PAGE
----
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Pair unfurl political leanings

A couple state their views of Israeli and U.S. military force.

By CASEY CORA
Published August 9, 2006


ST. PETERSBURG - In other parts of the world, bombs are flying and people are dying - and a St. Petersburg couple just want people to realize that.

That was the motivation driving Chris Ernesto and Marianne Huber to hang an Israeli flag, modified with painted red tape to say "stop," on the porch of their Old Northeast home.

The couple are protesting Israel's use of military force against Lebanon and Palestine.

"We only put it up in the day," Huber said. "We think someone will take it down at night."

U.S. military operations in Iraq and Afghanistan, as well as the United States' hands-off policy thus far in the Israel-Lebanon conflict, will leave an indelible mark on future foreign relations, they said.

"No other country in the world behaves this way," Ernesto said. "And we're supposed to be a beacon of freedom."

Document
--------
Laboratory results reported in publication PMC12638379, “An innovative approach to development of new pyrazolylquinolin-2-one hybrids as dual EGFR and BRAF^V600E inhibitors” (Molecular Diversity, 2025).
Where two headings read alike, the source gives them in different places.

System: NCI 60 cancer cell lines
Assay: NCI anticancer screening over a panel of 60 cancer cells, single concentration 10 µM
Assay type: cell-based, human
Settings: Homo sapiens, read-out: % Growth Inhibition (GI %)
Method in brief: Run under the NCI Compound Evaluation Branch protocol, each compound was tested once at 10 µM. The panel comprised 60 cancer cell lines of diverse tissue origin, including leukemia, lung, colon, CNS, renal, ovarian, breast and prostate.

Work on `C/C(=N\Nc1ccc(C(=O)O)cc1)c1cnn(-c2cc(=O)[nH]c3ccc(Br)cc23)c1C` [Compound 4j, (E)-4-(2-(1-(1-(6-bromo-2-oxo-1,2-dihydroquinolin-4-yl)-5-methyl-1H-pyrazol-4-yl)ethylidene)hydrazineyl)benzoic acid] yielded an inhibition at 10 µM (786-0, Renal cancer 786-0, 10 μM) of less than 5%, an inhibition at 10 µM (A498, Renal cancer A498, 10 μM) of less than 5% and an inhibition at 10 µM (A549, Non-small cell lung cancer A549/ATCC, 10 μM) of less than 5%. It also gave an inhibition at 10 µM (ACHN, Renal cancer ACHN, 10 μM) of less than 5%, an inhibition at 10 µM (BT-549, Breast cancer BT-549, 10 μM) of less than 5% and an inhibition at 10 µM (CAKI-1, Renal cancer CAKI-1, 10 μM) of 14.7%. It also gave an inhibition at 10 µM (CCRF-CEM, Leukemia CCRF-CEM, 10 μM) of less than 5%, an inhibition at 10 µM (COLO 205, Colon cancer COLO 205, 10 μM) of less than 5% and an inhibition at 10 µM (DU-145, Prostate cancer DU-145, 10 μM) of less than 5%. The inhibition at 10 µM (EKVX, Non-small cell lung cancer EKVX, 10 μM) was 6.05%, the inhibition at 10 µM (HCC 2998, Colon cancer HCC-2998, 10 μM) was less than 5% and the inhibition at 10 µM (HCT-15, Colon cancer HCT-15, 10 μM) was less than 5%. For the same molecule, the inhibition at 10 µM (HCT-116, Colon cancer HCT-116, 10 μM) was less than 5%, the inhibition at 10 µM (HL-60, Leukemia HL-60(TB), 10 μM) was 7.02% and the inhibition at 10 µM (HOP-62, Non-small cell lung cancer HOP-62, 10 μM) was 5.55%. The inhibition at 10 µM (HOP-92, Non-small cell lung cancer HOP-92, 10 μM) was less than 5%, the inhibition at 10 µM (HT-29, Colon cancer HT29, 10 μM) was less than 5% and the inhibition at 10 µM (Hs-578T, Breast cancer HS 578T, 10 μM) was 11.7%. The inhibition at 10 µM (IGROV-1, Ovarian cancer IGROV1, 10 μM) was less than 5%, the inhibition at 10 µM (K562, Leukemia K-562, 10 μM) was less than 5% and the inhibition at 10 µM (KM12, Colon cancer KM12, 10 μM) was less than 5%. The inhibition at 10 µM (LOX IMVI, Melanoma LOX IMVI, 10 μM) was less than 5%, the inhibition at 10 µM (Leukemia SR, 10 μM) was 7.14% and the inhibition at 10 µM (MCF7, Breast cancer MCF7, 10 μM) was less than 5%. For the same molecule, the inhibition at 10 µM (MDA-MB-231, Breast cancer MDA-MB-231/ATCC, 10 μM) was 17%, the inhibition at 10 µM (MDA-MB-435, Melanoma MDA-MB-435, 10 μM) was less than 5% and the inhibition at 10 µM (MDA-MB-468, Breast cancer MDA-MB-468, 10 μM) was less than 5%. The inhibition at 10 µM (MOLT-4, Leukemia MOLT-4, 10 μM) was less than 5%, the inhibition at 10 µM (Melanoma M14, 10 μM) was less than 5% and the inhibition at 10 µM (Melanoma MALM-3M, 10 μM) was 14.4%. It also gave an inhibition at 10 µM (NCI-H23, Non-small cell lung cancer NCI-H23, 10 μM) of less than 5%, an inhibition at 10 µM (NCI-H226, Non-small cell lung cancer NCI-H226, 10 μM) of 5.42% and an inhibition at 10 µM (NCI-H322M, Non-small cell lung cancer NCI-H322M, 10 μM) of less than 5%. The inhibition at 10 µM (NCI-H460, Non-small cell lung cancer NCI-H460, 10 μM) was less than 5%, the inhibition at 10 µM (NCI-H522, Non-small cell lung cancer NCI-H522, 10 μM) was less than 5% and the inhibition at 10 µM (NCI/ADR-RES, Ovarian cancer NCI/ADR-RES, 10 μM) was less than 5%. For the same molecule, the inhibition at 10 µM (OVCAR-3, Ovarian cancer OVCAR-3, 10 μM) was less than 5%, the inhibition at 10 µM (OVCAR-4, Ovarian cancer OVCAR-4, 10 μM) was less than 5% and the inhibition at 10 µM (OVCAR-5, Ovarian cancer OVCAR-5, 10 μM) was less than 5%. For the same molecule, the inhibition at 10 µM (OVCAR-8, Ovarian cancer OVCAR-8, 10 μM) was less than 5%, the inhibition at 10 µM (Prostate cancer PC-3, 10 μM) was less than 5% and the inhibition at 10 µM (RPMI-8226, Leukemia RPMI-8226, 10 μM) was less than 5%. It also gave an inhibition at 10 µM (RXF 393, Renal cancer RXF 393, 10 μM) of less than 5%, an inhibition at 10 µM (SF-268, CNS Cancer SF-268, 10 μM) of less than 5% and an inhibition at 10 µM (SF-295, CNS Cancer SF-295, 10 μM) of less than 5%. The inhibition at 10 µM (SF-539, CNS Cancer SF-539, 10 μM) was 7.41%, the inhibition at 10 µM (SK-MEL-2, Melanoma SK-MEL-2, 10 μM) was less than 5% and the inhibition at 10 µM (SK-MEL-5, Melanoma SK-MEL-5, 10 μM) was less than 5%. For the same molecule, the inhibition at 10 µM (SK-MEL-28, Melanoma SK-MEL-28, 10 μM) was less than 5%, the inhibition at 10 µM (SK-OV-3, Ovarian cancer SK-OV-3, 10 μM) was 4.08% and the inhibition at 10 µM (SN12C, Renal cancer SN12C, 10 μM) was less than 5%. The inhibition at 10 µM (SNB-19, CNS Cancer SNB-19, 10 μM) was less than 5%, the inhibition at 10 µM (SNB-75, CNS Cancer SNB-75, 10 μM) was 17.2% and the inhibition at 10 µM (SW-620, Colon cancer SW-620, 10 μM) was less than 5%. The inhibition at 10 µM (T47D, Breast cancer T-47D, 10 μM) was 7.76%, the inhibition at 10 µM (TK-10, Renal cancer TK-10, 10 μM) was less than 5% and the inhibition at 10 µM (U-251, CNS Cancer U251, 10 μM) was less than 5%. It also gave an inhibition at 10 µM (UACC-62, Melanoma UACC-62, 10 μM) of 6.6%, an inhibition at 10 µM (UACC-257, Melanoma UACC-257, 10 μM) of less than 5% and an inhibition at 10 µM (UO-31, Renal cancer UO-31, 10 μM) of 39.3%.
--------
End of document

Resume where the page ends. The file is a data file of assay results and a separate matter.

Neighborhood reactions to the flag have been virtually nonexistent, Ernesto said. But Margaret Joffe, who lives across the street, seemed a bit frustrated.

"It's their right to express it," she said. "That's all I'm going to say."

Ernesto cited attempts to overthrow Venezuelan president Hugo Chavez, interference in the recent Mexican elections, and the ongoing trade embargo with Cuba as mounting evidence that U.S. foreign policy is calculated to keep the country on top of the global food chain.

"We don't think it's a stretch for U.S. policymakers to understand that this is part of a long-term plan," Ernesto said.

The couple, married for 18 years, moved to St. Petersburg from California in 2003 and are active members of St. Pete for Peace. They participate in organized protests, including the Saturday antiwar demonstrations at BayWalk.

On July 4, 2005, Ernesto hung an American flag in the front yard bearing "warmongers" on one side and "torturers" on the other.

"How could you want war?" Huber asked. "I just can't understand that."

Casey Cora can be reached at 727 580-1542 or at ccora@sptimes.com.